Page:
The California judge whose awful decision in a high profile rape case set off national discussions on the treatment of female plaintiffs and white privilege was ousted from office in the state's primary election.

Voters decided to recall 56-year old Aaron Persky from the Santa Clara County bench with a majority of roughly 60 percent.  It was the first time Californians recalled a judge since 1934.

Persky became the target of a well-funded, well-organized recall campaign because of his decision two years ago in the case against Stanford University student and athlete Brock Turner, who raped an intoxicated, unconscious woman behind a dumpster outside of a frat party.  The victim implored the court not to consider Turner's elite social status in his sentencing.  The prosecution wanted Turner to spend six years in jail.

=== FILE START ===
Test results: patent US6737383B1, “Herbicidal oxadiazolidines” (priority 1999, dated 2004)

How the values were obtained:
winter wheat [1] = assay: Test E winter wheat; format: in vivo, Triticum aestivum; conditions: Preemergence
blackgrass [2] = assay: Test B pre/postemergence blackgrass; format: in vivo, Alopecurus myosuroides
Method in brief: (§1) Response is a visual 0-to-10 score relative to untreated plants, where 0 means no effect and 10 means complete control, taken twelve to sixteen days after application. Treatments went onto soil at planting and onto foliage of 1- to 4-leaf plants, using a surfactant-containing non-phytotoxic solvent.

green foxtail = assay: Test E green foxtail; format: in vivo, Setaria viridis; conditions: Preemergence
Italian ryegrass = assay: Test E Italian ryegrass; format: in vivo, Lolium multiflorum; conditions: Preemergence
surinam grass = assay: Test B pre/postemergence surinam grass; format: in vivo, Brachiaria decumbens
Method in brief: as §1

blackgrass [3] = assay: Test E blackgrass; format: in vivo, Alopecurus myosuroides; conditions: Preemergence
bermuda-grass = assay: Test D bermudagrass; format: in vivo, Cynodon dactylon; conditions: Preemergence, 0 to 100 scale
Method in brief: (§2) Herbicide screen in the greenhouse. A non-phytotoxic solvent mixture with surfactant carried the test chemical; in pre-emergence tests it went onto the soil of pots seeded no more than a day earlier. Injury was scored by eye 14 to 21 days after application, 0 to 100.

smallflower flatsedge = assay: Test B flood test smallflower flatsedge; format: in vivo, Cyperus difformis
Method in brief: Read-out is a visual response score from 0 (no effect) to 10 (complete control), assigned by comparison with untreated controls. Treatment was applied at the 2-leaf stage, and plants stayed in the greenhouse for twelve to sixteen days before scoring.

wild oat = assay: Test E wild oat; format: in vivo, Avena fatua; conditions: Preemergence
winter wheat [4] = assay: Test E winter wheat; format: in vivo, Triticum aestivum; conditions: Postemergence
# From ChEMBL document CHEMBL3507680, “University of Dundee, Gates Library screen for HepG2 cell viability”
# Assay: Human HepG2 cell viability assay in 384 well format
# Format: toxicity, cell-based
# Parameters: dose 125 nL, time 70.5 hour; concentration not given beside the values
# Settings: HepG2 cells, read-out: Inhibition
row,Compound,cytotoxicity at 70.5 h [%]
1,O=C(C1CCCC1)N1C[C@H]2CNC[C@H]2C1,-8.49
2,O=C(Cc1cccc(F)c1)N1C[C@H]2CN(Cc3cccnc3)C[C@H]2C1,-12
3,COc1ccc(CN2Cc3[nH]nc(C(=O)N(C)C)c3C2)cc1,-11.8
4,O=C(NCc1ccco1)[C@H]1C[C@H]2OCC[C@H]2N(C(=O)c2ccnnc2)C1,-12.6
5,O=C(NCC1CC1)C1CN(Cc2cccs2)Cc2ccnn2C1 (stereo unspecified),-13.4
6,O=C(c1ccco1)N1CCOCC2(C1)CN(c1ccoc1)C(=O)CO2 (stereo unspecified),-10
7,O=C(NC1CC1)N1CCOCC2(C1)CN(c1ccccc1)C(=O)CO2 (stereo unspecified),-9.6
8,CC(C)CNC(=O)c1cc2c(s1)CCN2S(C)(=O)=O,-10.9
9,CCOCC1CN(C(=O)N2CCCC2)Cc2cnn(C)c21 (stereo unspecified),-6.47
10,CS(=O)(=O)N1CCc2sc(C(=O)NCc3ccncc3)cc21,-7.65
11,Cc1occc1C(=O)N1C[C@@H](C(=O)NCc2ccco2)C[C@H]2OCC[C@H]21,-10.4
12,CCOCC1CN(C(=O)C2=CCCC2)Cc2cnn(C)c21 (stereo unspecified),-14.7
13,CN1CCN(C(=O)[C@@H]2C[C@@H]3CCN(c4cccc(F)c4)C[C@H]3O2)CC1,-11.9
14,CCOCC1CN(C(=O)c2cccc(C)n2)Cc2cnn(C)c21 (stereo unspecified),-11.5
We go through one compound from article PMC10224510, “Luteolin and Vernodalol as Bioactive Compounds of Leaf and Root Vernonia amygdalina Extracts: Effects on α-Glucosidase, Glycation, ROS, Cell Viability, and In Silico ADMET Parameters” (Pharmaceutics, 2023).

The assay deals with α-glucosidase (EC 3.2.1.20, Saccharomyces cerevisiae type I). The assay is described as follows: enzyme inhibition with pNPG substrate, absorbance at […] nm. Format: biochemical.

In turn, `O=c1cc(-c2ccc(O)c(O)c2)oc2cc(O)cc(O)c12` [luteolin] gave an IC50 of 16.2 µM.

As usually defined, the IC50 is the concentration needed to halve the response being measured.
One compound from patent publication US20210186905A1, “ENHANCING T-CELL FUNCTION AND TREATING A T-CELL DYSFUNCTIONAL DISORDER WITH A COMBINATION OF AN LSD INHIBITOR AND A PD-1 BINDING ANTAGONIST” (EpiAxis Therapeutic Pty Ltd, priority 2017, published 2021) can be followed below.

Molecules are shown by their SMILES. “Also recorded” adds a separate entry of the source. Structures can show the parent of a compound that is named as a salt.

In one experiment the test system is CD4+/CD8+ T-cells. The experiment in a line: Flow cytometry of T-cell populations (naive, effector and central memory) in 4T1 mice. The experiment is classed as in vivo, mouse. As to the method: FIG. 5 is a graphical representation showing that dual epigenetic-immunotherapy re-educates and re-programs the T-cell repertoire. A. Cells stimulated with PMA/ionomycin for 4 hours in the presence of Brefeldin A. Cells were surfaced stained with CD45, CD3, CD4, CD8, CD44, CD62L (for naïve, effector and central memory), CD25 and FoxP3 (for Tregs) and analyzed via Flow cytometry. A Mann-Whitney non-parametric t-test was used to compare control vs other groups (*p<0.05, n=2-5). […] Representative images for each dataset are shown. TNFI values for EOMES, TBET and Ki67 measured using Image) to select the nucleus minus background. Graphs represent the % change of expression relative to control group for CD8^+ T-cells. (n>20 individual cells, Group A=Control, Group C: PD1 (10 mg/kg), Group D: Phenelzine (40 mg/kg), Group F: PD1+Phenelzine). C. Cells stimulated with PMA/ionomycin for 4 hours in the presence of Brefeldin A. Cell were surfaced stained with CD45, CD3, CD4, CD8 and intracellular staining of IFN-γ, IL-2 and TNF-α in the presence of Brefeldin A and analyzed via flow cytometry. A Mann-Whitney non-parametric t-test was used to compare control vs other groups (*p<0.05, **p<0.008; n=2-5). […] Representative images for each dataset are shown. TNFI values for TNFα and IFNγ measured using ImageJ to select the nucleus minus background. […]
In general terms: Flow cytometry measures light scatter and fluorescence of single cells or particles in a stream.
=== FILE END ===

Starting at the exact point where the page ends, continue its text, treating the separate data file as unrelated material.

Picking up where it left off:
But Persky, a former collegiate swimmer like the defendant, sentenced Turner to six months in jail.  Researchers went into Persky's past cases, and detected what they believed was a pattern of leniency towards sexual assault suspects.  Turner was freed after serving only three months under a policy aimed at reducing jail overcrowding.

At the same time, tales of African American defendants being sentenced to years in prison for minor offenses or parole violations were racing up and down social media, adding to the perception of a massive injustice. 

"Tonight many, many voters voted against the culture of impunity for high-status perpetrators of sexual assault or domestic violence," said Stanford University professor Michele Dauber, who chaired the Recall Judge Aaron Persky Campaign.  "This election expresses clearly that sexual assault, sexual violence is serious and it has to be taken seriously by elected officials.  It's a historical moment when women across all sectors of society are standing up saying, 'Enough is enough'."